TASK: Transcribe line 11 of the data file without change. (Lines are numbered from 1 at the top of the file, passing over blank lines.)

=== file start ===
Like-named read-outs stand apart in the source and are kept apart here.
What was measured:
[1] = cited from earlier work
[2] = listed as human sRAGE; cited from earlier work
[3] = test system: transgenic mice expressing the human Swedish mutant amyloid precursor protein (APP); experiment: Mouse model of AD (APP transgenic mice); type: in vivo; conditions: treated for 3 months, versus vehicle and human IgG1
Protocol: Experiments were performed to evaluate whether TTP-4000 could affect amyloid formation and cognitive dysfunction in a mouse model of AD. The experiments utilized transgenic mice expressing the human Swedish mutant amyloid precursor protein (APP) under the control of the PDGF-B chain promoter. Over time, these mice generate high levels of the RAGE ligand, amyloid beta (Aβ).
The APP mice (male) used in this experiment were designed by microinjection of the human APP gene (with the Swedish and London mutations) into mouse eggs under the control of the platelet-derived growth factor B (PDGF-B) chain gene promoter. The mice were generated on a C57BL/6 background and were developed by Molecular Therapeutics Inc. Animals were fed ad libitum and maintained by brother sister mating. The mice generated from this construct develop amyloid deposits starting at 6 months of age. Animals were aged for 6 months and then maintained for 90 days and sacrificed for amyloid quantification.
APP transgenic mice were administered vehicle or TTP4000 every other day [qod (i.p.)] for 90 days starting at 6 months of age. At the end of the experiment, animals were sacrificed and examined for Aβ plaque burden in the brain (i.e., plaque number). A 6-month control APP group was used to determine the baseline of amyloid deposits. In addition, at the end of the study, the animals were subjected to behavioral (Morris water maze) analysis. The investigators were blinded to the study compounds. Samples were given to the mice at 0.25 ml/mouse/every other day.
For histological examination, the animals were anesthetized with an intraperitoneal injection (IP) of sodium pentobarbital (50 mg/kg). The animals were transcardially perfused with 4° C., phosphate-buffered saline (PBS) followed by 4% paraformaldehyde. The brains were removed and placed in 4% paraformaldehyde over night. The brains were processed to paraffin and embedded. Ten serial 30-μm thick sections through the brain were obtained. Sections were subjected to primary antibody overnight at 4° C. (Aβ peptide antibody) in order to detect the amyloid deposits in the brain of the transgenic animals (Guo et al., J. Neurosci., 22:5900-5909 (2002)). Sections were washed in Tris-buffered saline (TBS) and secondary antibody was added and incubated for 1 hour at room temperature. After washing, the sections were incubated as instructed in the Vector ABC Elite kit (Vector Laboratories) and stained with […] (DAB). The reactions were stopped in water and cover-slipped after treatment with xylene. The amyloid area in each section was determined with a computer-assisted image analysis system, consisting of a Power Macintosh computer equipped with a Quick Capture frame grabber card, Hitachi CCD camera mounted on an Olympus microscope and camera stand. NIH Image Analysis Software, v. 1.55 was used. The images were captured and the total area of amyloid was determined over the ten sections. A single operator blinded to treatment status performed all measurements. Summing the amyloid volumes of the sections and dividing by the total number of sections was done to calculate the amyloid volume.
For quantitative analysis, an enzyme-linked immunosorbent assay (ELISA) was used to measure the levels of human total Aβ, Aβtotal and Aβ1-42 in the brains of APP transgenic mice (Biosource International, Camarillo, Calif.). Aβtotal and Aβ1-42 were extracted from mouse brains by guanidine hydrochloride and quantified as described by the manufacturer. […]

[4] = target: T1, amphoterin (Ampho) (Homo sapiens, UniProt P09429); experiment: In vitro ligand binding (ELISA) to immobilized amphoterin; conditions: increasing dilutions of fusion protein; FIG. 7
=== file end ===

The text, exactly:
[4] = target: T1, amphoterin (Ampho) (Homo sapiens, UniProt P09429); experiment: In vitro ligand binding (ELISA) to immobilized amphoterin; conditions: increasing dilutions of fusion protein; FIG. 7